A scarce, complete, first edition, first state copy of The Wizard of Oz Waddle Book (1934) - one of the rarest of all movable books - has come into the marketplace.
|Inside rear cover. Note band covering envelope with ramp.|
Not only are all six waddle figures present, four of them have not been punched-out from the background sheet and are as new. The accompanying yellow brick road ramp for Dorothy, the Wizard, the Tin Man, the Scarecrow, the Lion, and Toto to waddle upon is also present. This is extraordinary; the figures and ramp usually wound up as confetti within days after children got their hands on them.
The illustrations are by renowned American artist W.W. Denslow (1856-1915), who collaborated with Oz creator L. Frank Baum on many books.
|The Cowardly Lion.|
When the figures are punched-out, assembled with their hinged legs, and placed at the top of the ramp, they "waddle" down the incline as paper action figures. The Cowardly Lion, presumably, needs encouragement to take his first step on The Yellow Brick Road. A metaphysical nudge from behind should suffice; "Boo!" will do.
The Wizard of Oz Waddle Book is actually a reprint of the fifth edition of the first book in the classic series, The Wonderful Wizard of Oz (1900), which, in its second edition, was retitled, The New Wizard of Oz (1903). The text points are similar to the fifth edition (printed 1920s-30s), second state, but with a new title page, an additional entry at the end of the Contents for the instructions, and with the instructions bound at the rear as pages 209-211.
The color plates have text printed on the versos. In the book's first state, as here, the punch-out waddle figures are printed on sheets of heavy card stock which are mounted on bound-in perforated stubs. In its second state, the waddle figures are not mounted on stubs but, instead, enclosed in the envelope along with the ramp. The second state of the cloth is light olive rather than bright green.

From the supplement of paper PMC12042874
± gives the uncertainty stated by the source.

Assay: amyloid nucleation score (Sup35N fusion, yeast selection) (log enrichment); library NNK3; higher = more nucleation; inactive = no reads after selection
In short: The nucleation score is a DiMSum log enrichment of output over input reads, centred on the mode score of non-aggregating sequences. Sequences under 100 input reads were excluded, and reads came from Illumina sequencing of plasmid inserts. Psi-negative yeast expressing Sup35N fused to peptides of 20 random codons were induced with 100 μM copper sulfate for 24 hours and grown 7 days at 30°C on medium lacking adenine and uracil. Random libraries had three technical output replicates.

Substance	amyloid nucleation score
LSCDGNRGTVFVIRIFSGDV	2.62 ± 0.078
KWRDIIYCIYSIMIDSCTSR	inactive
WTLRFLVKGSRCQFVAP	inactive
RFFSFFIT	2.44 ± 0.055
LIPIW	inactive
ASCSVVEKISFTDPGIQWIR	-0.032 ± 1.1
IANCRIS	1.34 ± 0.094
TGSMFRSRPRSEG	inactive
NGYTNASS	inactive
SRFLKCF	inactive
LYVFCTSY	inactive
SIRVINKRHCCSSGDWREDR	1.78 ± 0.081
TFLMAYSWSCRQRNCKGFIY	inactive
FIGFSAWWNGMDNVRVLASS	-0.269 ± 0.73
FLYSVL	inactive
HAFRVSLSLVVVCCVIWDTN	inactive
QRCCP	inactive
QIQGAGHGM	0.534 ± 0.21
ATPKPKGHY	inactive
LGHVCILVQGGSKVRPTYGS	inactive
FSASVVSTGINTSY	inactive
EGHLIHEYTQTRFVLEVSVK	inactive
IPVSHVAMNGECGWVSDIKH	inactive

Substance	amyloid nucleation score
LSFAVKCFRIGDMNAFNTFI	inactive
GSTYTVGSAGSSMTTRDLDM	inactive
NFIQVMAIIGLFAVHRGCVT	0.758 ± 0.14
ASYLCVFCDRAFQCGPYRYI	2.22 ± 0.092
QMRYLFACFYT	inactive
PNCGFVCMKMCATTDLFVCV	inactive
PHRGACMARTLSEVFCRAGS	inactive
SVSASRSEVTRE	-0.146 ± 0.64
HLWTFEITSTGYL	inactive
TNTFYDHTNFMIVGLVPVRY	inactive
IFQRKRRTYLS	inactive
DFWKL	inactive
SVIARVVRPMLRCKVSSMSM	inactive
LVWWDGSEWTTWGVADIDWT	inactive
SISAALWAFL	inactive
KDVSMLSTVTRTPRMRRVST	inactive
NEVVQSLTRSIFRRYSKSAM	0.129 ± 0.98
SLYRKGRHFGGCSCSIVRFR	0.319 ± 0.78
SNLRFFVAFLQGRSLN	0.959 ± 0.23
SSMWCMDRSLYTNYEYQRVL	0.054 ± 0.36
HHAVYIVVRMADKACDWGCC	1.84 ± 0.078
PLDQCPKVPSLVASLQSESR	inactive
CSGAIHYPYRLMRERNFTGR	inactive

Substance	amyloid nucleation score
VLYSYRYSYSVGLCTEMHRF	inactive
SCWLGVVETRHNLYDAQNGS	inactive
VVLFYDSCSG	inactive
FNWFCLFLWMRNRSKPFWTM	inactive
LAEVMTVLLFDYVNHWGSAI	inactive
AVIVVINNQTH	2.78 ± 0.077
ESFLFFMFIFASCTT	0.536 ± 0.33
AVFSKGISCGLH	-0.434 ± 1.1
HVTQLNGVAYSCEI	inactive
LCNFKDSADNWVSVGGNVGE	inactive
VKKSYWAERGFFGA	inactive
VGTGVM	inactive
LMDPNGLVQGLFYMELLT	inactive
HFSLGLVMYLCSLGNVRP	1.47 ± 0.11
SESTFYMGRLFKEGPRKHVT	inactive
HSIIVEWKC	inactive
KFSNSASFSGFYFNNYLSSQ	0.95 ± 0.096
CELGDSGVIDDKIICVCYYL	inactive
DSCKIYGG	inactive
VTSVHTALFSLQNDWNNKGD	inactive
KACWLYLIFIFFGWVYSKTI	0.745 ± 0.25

Bobbs-Merrill, who published The New Wizard of Oz, leased the plates to Blue Ribbon Books, a division of Doubleday, Doran, for the Waddle Book. Bobbs-Merrill had earlier gained possession of the plates from the original publisher of The Wonderful Wizard of Oz, Geo. M. Hill Co., through Baum & Denslow, after Hill went into bankruptcy in 1902.
"Copies with the Waddles are rarely found," (Greene & Hanff). Copies with the Waddles unassembled and remaining firm in their sheets are miraculous, only seen when monkeys have wings and water is lethal to witches of a certain direction.__________
BAUM, L. Frank. Wizard of Oz Waddle Book. New York: Blue Ribbon Books, n.d. . First edition, first state. Quarto. . 210,  pp. Eight color plates by W.W. Denslow, six with die-cut figures. Original pictorial envelope a rear enclosing ramp and fasteners. Green cloth with pictorial onlay. Dust jacket.
Greene and Hanff p. 35-36.__________
Of related interest:
How Much Is An L. Frank Baum Inscribed Wizard Of Oz Worth?
L. Frank Baum Tells How To Read The Wizard Of Oz.
L. Frank Baum Remembers Mama, You'll Remember the Price.
Images courtesy of Aleph-Bet Books, currently offering this item, with our thanks.